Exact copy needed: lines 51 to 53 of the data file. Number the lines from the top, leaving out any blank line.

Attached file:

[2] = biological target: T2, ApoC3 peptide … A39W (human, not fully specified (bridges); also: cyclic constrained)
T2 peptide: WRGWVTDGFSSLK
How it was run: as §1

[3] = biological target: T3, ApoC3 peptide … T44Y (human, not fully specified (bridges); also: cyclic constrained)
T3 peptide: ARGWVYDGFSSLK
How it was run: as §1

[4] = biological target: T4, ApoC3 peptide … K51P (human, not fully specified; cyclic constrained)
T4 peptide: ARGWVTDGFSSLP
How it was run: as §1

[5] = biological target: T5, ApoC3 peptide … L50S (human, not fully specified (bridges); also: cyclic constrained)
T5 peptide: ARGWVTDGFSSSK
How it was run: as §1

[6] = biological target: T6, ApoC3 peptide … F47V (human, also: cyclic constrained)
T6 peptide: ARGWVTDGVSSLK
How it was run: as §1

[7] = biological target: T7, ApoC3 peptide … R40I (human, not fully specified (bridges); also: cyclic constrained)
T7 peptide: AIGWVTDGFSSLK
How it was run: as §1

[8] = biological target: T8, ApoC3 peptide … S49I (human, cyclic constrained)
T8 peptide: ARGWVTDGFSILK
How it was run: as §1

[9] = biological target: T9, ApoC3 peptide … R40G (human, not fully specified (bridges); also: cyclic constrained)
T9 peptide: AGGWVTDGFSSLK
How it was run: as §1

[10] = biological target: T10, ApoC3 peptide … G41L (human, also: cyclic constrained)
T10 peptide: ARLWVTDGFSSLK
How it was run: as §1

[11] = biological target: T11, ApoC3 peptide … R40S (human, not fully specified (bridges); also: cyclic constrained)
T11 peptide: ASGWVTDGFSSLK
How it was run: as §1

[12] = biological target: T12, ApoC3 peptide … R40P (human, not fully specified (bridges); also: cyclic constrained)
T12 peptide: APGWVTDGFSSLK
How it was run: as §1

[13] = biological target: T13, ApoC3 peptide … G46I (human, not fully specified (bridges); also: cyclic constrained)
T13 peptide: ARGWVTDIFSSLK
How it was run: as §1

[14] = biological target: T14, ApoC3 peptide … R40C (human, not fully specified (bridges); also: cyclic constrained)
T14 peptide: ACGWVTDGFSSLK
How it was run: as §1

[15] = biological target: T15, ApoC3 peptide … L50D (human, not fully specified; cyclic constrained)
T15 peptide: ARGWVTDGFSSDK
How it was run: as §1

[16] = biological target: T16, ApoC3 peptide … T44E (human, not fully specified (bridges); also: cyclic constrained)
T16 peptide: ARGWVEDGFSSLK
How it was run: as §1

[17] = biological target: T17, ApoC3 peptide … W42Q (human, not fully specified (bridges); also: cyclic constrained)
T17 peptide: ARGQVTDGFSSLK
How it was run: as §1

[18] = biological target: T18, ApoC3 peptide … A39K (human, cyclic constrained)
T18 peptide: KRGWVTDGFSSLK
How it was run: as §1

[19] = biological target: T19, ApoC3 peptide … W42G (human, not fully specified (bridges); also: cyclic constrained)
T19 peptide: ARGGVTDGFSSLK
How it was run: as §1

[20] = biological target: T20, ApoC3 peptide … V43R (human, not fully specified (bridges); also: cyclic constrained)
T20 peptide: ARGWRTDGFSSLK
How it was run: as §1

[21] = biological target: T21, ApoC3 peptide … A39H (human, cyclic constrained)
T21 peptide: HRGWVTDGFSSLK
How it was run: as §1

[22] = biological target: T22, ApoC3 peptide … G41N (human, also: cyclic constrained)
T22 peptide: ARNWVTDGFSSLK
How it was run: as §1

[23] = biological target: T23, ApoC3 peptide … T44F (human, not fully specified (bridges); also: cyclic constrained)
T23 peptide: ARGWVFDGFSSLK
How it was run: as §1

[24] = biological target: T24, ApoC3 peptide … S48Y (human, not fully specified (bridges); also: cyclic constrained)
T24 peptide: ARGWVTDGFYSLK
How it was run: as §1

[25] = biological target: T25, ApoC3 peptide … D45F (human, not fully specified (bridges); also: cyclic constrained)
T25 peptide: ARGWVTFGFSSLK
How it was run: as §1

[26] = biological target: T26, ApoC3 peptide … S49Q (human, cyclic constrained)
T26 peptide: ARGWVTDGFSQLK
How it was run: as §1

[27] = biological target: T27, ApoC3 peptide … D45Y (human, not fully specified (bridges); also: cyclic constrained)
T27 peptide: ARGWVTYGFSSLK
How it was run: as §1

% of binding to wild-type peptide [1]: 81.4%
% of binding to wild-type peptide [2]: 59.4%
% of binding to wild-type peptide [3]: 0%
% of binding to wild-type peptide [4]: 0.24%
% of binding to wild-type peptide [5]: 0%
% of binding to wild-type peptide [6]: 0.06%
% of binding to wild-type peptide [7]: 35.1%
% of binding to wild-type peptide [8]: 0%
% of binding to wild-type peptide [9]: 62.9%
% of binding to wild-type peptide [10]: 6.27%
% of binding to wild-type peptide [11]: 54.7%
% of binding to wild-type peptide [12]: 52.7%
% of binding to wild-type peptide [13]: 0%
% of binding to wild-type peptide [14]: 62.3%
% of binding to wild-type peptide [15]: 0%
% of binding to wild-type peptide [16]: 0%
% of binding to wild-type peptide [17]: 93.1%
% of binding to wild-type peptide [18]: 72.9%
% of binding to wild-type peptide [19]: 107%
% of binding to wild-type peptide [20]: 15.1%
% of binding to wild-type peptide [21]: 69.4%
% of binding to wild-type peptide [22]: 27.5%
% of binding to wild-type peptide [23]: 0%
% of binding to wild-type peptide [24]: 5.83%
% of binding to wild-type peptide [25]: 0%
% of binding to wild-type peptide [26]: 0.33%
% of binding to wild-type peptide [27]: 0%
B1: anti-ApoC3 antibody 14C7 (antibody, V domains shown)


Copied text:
How it was run: as §1

[19] = biological target: T19, ApoC3 peptide … W42G (human, not fully specified (bridges); also: cyclic constrained)
T19 peptide: ARGGVTDGFSSLK